We look forward to seeing everyone who sympathizes with the Crimean Tatars today, November 18, at 7:00 p.m., on the corner of Nevsky Prospect and Malaya Sadovaya Street. Join us!

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Russia: Emir-Usein Kuku and five co-defendants from occupied Crimea slapped with long sentences
Amnesty International
12 November 2019

The Russian authorities have shown remarkable cruelty in sentencing Crimean human rights defender Emir-Usein Kuku and his five co-defendants to lengthy prison terms on trumped-up charges after lengthy unfair trial, said Amnesty International, reacting to today’s decision of the Southern District Military Court.

“This decision brings to a close what can only be described as a sham trial. Since they were arrested three years ago, Emir-Usein Kuku and his five co-defendants have faced a catalogue of grave injustices. They were shipped from their homes in Crimea to the Russian mainland, accused of ‘terrorist’ crimes, and tried in front of a military court,” said Marie Struthers, Amnesty International’s Eastern Europe and Central Asia Director.

“Emir-Usein Kuku is behind bars simply for speaking out for the rights of the Crimean Tatar community. It is devastating that he has fallen victim to the overt repression of the occupying power. The Russian authorities must immediately quash the unjust convictions and release Emir-Usein and the other five men sentenced today.”

Background
On 12 November, the Southern District Military Court found Emir-Usein Kuku and five his co-defendants, Muslim Aliyev, Vadim Siruk, Enver Bekirov, Refat Alimov and Arsen Dzhepparov, guilty of “organizing of the activities of a terrorist organization” and “attempted forcible seizure of power” (Part 2 Article 205.5 and Article 30, Article 278 of Russian Criminal Code). Muslim Aliyev was sentenced up to 19 years in a penal colony, Enver Bekirov – to 18 years, Vadim Siruk and Emir-Usein Kuku – to 12 years each, Refat Alimov – to 8 years and Arsen Dzhepparov – to 7 years.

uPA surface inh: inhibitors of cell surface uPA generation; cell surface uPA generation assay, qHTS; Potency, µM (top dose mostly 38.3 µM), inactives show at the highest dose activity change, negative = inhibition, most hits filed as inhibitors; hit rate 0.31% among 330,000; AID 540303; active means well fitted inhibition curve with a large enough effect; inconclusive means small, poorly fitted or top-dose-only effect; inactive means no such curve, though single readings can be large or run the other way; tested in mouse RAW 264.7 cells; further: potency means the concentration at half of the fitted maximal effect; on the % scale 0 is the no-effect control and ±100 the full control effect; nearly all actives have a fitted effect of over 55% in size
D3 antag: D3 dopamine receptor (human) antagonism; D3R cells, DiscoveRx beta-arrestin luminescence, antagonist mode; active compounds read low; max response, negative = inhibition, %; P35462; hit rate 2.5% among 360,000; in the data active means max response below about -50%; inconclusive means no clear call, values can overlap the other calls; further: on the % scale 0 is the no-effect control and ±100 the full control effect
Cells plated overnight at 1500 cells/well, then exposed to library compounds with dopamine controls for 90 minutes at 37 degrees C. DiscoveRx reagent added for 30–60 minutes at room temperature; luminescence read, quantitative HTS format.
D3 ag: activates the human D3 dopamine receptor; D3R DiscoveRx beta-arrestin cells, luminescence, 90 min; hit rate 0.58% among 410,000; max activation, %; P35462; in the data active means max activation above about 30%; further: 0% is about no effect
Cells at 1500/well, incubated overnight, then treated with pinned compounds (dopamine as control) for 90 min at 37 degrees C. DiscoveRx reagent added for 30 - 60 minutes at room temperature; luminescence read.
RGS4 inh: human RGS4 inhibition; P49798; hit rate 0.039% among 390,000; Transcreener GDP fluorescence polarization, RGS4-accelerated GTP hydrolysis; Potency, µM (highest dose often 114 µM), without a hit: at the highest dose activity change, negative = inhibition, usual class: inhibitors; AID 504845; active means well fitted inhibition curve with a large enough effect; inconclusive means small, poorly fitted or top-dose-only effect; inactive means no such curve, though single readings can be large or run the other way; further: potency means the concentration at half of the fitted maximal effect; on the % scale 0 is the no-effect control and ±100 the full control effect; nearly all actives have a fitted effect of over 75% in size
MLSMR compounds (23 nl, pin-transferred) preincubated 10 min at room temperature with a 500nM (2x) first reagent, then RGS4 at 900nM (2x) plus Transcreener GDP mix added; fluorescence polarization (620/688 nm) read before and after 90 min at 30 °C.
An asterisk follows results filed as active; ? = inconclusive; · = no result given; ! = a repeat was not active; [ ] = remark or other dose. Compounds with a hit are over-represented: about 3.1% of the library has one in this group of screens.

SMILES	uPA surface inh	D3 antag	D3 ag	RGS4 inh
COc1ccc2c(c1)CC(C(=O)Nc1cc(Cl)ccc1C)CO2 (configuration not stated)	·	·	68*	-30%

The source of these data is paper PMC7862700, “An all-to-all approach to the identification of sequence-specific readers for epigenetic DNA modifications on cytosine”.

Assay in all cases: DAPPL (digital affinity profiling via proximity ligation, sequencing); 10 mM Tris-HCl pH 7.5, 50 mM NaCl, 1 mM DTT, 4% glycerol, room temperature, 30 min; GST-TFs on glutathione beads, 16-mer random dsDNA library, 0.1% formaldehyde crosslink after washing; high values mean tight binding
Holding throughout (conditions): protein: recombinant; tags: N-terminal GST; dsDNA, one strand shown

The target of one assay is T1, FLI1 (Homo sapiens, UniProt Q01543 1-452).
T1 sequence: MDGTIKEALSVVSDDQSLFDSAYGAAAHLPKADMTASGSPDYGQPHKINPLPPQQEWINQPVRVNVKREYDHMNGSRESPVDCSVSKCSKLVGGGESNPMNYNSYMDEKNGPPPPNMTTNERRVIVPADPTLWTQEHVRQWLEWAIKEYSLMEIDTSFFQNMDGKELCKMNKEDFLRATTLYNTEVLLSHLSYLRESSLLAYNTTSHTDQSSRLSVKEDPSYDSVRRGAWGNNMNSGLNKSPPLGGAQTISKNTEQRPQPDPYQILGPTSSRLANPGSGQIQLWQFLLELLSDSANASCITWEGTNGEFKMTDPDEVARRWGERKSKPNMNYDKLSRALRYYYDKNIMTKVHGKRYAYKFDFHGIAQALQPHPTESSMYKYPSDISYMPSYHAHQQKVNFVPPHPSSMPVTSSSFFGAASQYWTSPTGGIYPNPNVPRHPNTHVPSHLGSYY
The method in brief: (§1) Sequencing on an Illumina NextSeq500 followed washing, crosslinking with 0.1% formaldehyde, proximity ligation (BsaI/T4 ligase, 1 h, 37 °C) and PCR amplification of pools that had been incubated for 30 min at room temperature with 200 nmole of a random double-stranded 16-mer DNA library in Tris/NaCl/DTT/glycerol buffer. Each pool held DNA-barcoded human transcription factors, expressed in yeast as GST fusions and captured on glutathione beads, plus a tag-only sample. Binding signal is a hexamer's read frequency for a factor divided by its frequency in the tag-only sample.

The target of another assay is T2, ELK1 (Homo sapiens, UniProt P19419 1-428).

Emir-Usein Kuku is a human rights defender and prominent member of the local Crimean Tatar community in Crimea. After the Russian annexation of Crimea in 2014, he joined the Crimean Human Rights Contact Group, exposing evidence of coercion and threats to the members of the community. In February 2016, he was arrested and charged on the accusation that he was a member of Hizb ut-Tahrir, an Islamist movement that is banned as “terrorist” in Russia but not in Ukraine.

Russian Import Substitution Blues

cherry coke 2018“Try Ripe Cherry Coca-Cola.” Billboard, Petersburg, July 28, 2018. Photo by the Russian Reader

The Consequences of Countersanctions: Food Import Embargo Makes Russian Producers More Inefficient
Vladimir Ruvinsky
Vedomosti
June 25, 2019

Vladimir Putin has extended Russia’s food embargo until the end of 2020, but the policy’s positive effect has dried up. Instead, it has been making Russian producers less efficient and driving up prices. The Kremlin imagined an embargo would be a good response to western sanctions over the annexation of Crimea, but Russian consumers have had to foot the bill.

Putin’s ban has been in effect since August 2014. It prohibits the import of meat, fish, and dairy products from the United States, the European Union, Canada, Australia, and Norway. During his televised “direct line” to the nation the other day, Putin explained that, over the past five years, the sanctions those countries imposed on Russia had led to the loss of $50 billion for the Russian economy since 2014. The west, however, had lost more. According to Putin, the EU had lost $140 billion, while the US had lost $17 billion. Apparently, Russians should take heart knowing they have not been the main losers in the sanctions war.

First, however, the economies of the EU and the US are many times bigger than Russia’s, so, in fact, Russia has lost the most. Second, the losses do not boil down to simple arithmetics. Third, the subject of countersanctions has not really been discussed. Natalya Volchkova, director of applied research at the Center for Economic and Financial Research (CEFIR), has calculated the protectionist policy costs every Russian 2,000 rubles a year: this is the sum total of what we overpay for products in the fourteen categories affected by the countersanctions. She argues that, out of this sum, 1,250 rubles go to Russian producers and 500 rubles go to companies importing food from countries not covered by countersanctions, while the toll on the Russian economy’s efficiency amounts to 250 rubles per person per year.